Through the Years


BMIR has a long history at Stanford.  We began in 1979 as the Medical Computer Science (MCS) group of the Stanford Knowledge Systems Laboratory (KSL).  Work in the 1970s on computer systems such as MYCIN and other expert systems provided strong evidence that biomedical knowledge could be modeled computationally and processed to inform clinical decision making.  MCS was the unit in the School of Medicine where such work would be continued.


During the 1980s, Ted Shortliffe’s work on ONCOCIN, an intelligent system to provide decision support to clinicians caring for patients who had breast cancer and lymphoma, provided the centerpiece for a number of well known projects.  The problem of building knowledge bases for ONCOCIN to encode the procedures for applying cancer chemotherapy protocols led to Mark Musen’s early work on the Protégé system.  The challenge of reasoning about the temporal relationships among patient data values and therapeutic interventions led to Michael Kahn’s work on a system known as TOPAZ.

During this time, Greg Cooper had identified ways to overcome limitations of naïve Bayesian reasoning, and led a group of students who investigated various aspects of Bayesian belief networks. This pioneering research offered some of the first practical demonstrations of belief-network technology.

A this time, the Medical Computer Science group was supported by the Stanford University Medical Experimental Computer for Artificial Intelligence in Medicine (SUMEX-AIM), the brainchild of Joshua Lederberg and Ed Feigenbaum in the 1970s that became the major national resource that sustained research on intelligent systems in biomedicine for more than 15 years.

Subsequently, the unit received infrastructure support from a resource grant that created the Center for Advanced Medical Informatics at Stanford (CAMIS).

In 1988, the Medical Computer Science Group reorganized to become a section of the Division of General Internal Medicine of the Department of Medicine. In 1992, it became its own freestanding division. Initially known as Stanford Medical Informatics, BMIR adopted its current name in 2007 to emphasize its broad scope and its emphasis on biomedical informatics research.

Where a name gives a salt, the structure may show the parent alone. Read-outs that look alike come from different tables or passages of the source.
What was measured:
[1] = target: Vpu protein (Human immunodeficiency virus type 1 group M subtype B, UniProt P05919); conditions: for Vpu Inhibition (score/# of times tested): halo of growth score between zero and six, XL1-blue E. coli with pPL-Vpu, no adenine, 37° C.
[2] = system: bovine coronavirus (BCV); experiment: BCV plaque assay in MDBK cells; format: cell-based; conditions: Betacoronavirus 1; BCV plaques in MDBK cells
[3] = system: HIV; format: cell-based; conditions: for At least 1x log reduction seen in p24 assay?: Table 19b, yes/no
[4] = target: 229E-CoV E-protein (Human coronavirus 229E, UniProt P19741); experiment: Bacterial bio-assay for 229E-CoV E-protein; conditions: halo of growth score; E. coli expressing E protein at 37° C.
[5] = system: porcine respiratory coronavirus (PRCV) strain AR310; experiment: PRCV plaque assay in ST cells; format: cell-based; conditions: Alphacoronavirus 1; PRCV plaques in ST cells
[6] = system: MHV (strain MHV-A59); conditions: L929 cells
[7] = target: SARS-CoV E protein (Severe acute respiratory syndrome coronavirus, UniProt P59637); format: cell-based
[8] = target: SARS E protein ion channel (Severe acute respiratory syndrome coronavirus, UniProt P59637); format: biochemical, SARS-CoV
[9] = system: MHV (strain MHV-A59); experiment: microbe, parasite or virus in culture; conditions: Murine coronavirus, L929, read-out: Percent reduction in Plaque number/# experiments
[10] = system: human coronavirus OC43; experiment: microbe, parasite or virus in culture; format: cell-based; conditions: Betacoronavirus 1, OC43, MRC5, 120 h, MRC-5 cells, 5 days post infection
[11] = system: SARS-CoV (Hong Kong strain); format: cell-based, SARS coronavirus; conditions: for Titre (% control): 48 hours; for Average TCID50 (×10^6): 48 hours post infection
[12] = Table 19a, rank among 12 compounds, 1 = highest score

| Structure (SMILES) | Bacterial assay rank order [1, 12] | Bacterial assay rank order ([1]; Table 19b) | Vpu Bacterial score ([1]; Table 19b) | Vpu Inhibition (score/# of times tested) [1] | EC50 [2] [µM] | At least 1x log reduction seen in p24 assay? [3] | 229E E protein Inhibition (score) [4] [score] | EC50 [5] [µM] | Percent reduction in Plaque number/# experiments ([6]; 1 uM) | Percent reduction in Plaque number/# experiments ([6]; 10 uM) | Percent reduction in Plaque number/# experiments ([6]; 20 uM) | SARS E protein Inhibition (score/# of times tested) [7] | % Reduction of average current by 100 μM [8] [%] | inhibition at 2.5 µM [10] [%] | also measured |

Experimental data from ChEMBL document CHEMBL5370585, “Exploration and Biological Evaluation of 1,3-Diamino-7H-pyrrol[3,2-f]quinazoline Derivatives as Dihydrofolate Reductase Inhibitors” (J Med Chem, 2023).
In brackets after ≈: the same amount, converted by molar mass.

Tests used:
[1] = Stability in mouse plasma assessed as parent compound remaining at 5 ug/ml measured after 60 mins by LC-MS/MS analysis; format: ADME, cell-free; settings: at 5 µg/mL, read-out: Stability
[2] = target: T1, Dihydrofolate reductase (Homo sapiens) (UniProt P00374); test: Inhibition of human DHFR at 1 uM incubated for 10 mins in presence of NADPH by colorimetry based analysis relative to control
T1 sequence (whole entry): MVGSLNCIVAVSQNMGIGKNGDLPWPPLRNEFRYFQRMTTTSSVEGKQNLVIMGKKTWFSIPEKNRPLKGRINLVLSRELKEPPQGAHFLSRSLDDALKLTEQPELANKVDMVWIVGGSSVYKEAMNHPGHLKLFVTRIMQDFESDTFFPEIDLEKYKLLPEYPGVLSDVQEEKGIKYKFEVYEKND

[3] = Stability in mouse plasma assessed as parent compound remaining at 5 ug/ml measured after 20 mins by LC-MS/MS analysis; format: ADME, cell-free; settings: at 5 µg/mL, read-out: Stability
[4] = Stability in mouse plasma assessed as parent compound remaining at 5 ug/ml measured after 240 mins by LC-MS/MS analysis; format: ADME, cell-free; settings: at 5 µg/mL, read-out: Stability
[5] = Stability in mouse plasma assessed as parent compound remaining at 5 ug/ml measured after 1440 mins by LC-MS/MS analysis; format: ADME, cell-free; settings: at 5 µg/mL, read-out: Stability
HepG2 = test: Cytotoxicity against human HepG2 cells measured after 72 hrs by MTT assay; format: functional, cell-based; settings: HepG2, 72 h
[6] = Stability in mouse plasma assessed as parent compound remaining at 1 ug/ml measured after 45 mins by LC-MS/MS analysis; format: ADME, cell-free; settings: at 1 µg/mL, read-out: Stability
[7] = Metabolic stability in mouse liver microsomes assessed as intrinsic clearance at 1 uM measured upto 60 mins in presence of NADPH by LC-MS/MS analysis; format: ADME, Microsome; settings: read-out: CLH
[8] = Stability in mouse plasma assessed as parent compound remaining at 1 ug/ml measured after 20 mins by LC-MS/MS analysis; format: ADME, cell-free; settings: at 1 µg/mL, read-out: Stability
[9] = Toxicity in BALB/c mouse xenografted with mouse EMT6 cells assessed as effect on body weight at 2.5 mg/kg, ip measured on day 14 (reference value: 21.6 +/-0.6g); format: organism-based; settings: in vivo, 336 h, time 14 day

The 1990s saw the development and deployment of a decision-support system for management of patients living with HIV infection as the next major focus of research.  Known as T-Helper, the project spawned Amar Das’ development of the Chronus temporal data management system and Yuval Shahar’s work on a system known as Résumé, which used application-specific knowledge to abstract data into meaningful abstract intervals. T-Helper provided a domain-independent infrastructure for offering decision-support for protocol-based therapy known as EON.  EON became the foundation of the ATHENA suite of decision-support tools for guideline-based care of patients with chronic diseases.  Developed in collaboration with Mary Goldstein, EON has been installed at several VA medical centers.


In 2005, BMIR became home to the National Center for Biomedical Ontology (NCBO).  The NCBO is a ten-year project supported by the NIH program of National Centers for Biomedical Computing.  The NCBO hosts a repository of most of the world’s publicly accessible biomedical ontologies and terminologies, and builds tools and Web services that enable biomedical scientists and clinicians to put those ontologies to use.  Among the most widely used services is the NCBO Annotator, which Nigam Shah conceived as a mechanism for the automated association of textual data with appropriate controlled terms.  The NCBO Annotator has become the foundation for ongoing work to perform text mining of patient-record data to identify evidence of adverse drug events and of other indicators reflecting the quality of medical care.


The Quantitative Sciences Unit joined BMIR in 2013 to facilitate its mission of collaborative consultation in both biostatistics and biomedical informatics.